Any teacher can tell you that it can be tricky keeping kids interested in the class curriculum. Its no different for music classes! While teaching the classics is an important part of our music lessons, we also need to keep the students interested and enthusiastic about what they are playing. The more interested, the more effort they make and the better they sound. And its all about challenging them to exercise those musical muscles so that they can improve.
I’ve found that kids like to play modern and upbeat songs mostly. Have a listen to what is popular or ask your students for some ideas on what they would like to learn. If its something that they struggle with or a piece that has no “life” to it, they will lose interest fast and not give their best. But if its something they are familiar with, say a song from the latest action movie, they tend to really get into those.
The challenge these days are in finding songs that are deemed acceptable for certain age groups. So I’m forever trying to compromise with my students to find songs they like that don’t involve sex, swearing or violence in them. A good example here is “Firework” by Katy Perry. Its upbeat and the song itself is about self esteem. A lot of kids relate to this one so it’s a favorite we like to play quite a bit.
A classic favorite that kids like playing is “Entry of the Gladiators” for its circus fairground appeal. It also gives each section a chance to be heard, something the kids enjoy a lot. I’ve had a lot of requests to learn some of the songs from High School Musical (quite appropriate) and I have one that both the marching band and the music class kids both like called “We’re all in this together”. Again, this is an upbeat and popular tune that kids can relate to.
Christmas songs, you either love them or hate them, but when that time of year rolls around, all of the music students want to play them. It would do you good to check out the more contemporary versions of the old carols. They have a bit more of a rock and roll vibe to them that kids really get into.
Last, but not least, is the favorite Party Rock Anthem, which is one that my drum section especially loves to play. It was after they had seen a video clip of the Ohio State University playing this one that I was inundated with demands to learn it. I actually had fun with this one too.
You have to keep in mind that each kid is an individual with their own tastes, and you can’t always please them all. But if you stick to stuff that is fairly popular, has a good beat to it, or is just a fun piece to play, you can’t really go wrong! This is why I try to rotate the songs I use and add in some of the latest music that I find the kids listening to. It keeps things fresh and you aren’t always going over the same songs. Even a favorite one can get boring if it gets overplayed. If you are stuck with a song that is a requirement, like part of the schools music curriculum, see if you can’t be bit creative with it, spruce it up a bit and make it something the kids will enjoy learning.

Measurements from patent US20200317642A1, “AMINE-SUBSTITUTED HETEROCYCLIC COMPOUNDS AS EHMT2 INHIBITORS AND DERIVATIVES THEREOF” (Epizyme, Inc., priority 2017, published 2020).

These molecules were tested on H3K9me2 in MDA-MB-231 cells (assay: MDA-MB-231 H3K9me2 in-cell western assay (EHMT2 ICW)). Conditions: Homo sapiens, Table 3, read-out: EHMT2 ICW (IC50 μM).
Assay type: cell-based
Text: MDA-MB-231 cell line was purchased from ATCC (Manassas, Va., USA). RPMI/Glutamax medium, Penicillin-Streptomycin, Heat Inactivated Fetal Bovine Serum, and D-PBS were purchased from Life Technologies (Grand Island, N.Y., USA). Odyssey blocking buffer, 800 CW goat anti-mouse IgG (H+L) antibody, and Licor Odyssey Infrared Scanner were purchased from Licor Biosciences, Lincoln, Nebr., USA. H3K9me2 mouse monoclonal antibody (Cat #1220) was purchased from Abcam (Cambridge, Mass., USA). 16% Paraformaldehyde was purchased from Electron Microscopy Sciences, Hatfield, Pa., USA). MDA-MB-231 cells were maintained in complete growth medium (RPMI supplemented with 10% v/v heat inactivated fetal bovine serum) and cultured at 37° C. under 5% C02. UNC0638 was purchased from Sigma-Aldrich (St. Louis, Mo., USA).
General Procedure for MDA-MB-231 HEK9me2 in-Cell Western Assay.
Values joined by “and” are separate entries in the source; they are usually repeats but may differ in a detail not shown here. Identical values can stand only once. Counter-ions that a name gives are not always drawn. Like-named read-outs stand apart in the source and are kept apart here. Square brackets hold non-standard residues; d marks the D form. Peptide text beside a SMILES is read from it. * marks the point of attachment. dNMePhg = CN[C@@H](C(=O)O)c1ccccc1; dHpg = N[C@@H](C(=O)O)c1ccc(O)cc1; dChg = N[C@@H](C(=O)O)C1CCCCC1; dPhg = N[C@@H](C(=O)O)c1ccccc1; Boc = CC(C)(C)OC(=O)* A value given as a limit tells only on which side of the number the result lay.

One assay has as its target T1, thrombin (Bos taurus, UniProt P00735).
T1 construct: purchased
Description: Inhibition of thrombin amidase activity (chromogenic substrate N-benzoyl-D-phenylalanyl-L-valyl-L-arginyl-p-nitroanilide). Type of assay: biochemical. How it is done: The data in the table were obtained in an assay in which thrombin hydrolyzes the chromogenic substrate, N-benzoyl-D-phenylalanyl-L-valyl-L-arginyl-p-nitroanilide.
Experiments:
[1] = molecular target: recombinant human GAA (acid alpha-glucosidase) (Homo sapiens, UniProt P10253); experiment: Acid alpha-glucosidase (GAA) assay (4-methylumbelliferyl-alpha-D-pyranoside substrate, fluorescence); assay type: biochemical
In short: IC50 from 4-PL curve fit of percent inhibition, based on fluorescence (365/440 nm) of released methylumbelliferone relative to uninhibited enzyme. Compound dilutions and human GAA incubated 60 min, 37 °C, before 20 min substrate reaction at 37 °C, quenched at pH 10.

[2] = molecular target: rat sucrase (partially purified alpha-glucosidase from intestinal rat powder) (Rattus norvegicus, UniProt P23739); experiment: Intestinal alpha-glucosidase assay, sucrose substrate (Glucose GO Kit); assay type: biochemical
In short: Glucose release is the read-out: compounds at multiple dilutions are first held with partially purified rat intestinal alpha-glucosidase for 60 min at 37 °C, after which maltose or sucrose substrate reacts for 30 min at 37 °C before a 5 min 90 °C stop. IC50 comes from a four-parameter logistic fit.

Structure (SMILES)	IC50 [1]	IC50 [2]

I’ve been asked time and again what my favorite music is to perform. That’s a tough one because I love so many genres. It also depends on whether its for my class band or the marching band. I like music that is fun and upbeat for the most part. Just because its fun doesn’t mean its easy to play though. However, I find that the kids get more into those songs they enjoy regardless of how difficult they are. I like to find music that involves all pieces of the band too.
My all time favorite however, is Big Band Swing style music, like Glen Miller and Benny Goodman. Swing has a loud jazzy sound with strong rhythm. It began around the 1920’s in America but became a distinctive style of its own by the 1940’s.
My favorite song of all is “Sing, Sing, Sing” by Benny Goodman, a song that was used in the movie “Swing Kids”. In fact, I fell in love with the newer movie version and our marching band had a try at playing it too. They did rather well! Here is the song if you haven’t heard it before:
Another favorite of both mine and the band is a version of “Carol of the Bells” by Tansiberian Orchestra. It’s a hard one but the kids are loving learning this one. We had to adjust a few things like swapping the electric guitar with an electronic keyboard for example. We are hoping to be able to play it for the Christmas Concert this year.
For the required classical piece we had to have the kids learn, our favorite is Tchaikovsky’s 1812 Overture, especially the canon fire towards the end. One year we were actually able to set up a few fake canons and add in some canon fire sound with the bigger drums. I think what makes this one so popular is that it starts out slowly and keeps working its way up to that rousing sound at the end.